Sex, Shame, and Violence
A Revolutionary Practice of Public Storytelling in Poor Communities
Author(s): Kathleen Cash
Choice Outstanding Academic Title of 2017
For more than three decades, Kathleen Cash has lived and worked with impoverished people, learning about their lives. Listening to them talk about their feelings of shame, Cash heard how people suffered from being unable to change what was happening to them--HIV infection, sexual and domestic violence, violence toward children, and environmental degradation. She saw that many interventions lacked emotional and cultural integrity and thus did little to alleviate these hardships. So Cash went outside the conventional approaches to health promotion and social justice and devised a community narrative practice, a strategy for engaging people through storytelling. From numerous ethnographic interviews, she pieced together cultural stories in a way that resonated with community people and revealed the paradoxes in their suffering. Cash recruited local artists to illustrate the stories in a form resembling a graphic novel and distributed these booklets for community discussion. (This book includes excerpts from these illustrated stories.)
In Thailand, Bangladesh, Haiti, Uganda, and the United States, people learned to talk about forbidden subjects and say what they could never say before. They stood up to each other, reconciled, and made health-seeking decisions. By helping others, they repaired themselves. In cathartic conversations they acknowledged shame, which led to acts of courage and generosity.
Biography of Author(s)Kathleen Cash, EdD, has worked with vulnerable communities in Ethiopia, Indonesia, Malawi, Thailand, Bangladesh, Nigeria, Uganda, and the United States. She has received two Fulbright Fellowships and a Radcliffe Institute Fellowship.
- "I worked with Kathy in the mid-1990s conducting sexual and reproductive health research in villages of Bangladesh. I was amazed at her immense patience and capacity to listen to people's experiences and to internalize what they said. . . . Through Kathy's methods, the shame people feel about, for example, their sexuality could be transformed into effective policies and programs. Kathy narrates socio-cultural and religiously silent, sensitive topics through a cultural prism of storytelling. Narrative practice is an incredible strategy to transform underprivileged people's pain into power for social change."
--Sharful Islam Khan, Project Director, The Global Fund Project, Center for HIV and AIDS, Dhaka, Bangladesh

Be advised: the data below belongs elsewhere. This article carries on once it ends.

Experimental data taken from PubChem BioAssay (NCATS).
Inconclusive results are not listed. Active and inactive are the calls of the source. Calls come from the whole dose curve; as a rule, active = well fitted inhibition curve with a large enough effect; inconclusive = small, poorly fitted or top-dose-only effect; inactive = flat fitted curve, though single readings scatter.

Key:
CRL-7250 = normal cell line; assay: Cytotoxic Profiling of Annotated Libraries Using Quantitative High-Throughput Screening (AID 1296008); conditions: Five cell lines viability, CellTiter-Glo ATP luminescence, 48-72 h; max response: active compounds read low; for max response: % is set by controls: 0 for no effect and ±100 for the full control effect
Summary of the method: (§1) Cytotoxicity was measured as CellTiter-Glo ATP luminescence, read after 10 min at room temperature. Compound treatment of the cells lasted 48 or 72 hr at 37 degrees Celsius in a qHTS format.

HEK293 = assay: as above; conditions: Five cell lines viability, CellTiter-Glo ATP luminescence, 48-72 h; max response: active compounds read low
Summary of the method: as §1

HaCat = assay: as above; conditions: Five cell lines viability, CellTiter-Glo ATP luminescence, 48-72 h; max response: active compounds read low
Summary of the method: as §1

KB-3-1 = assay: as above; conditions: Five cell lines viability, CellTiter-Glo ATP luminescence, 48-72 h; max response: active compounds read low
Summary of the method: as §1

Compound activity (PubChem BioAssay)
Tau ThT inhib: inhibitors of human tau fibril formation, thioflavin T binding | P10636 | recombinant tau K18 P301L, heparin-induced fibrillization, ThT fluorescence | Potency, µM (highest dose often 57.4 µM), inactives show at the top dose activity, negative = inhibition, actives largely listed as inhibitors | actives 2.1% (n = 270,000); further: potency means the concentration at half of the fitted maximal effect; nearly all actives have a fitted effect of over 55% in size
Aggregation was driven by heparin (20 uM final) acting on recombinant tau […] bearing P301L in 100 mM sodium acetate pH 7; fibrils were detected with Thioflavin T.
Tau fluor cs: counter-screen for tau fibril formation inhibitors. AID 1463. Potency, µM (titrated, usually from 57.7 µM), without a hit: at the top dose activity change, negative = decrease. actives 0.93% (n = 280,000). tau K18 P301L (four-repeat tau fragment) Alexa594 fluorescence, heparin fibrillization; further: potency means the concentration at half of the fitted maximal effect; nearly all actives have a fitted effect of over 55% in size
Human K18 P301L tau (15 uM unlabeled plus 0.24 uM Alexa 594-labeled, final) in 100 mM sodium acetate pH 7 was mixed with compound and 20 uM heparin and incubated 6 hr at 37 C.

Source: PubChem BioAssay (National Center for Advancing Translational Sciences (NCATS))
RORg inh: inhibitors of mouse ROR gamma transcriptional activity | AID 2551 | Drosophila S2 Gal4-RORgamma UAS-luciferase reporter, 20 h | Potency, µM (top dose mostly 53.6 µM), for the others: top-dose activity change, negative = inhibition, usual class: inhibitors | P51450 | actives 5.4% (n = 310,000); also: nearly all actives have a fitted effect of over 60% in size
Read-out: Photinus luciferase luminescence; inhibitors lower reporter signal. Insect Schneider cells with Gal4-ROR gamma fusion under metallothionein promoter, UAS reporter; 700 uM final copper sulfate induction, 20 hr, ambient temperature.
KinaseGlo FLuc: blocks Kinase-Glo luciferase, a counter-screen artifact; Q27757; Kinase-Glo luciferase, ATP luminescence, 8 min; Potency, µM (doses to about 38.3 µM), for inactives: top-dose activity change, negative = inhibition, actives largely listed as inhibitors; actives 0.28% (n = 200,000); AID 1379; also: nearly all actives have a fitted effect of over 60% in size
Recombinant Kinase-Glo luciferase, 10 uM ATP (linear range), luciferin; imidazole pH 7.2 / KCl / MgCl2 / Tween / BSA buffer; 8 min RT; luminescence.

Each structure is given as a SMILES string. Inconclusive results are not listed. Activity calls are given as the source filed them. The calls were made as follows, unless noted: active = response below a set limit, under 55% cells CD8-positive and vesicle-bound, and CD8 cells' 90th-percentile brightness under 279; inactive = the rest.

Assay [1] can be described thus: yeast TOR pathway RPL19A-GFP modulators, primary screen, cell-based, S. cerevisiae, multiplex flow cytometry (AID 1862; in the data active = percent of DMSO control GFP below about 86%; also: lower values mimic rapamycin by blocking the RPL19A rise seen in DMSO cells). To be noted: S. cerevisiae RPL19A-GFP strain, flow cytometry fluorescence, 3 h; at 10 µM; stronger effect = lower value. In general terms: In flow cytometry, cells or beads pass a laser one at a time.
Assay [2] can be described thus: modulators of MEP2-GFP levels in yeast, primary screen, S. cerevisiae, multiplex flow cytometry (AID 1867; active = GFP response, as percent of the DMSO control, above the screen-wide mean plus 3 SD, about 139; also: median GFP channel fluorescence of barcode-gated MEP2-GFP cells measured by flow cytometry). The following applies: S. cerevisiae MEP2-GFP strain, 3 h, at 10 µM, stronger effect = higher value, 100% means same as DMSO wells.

- "[The book] describes a magnificently complex system of narrative process, revolutionary at heart, for community education, laying out every step of how the work is done. Cash builds all her work from real situations, using both the lived experience and actual language of the particular community to help the people through issues of cause and effect, problem and solution.
"Cash has done an amazing job in the field in many countries, helping people learn new ways of being and doing and now she is telling the story of what she has done and how. The book makes it clear that it is her approach--painstaking, people-centered, determined to make a difference for real people--that works.
"Cash makes it clear: education is a conversation; when people share stories they are educating each other, they are the experts. She builds on their stories, creates a complex narrative practice and uses it to change lives."
--Ruth W. Messinger, President, American Jewish World Service
- "In close-knit, impoverished communities, avoiding social stigma may mean the difference between life and death. Drawing pragmatic insights from the lived experience of the poor in Haiti, Thailand, Bangladesh, Uganda, and the United States, Kathleen Cash developed the narrative practice--strategies for engaging people and for stirring up empathy, through storytelling--described in Sex, Shame, and Violence. Cash offers a powerful means of transforming shame into solidarity, and addressing a key barrier to accessing care."
--Dr. Paul Farmer
- "Numerous approaches have been proposed and employed to address illnesses and violence in impoverished communities within contexts of sexuality and intimate relationships. Yet Cash's work is a fresh and welcome addition. In clear prose and illustrative examples of materials used, the book provides an ethnographically and theoretically grounded challenge to rethink goals, methods, and messages. . . . This is not a light read, but its depth, clear writing, and practicality make it essential reading for anyone with an interest in women's lives and relationships in contexts of vulnerability."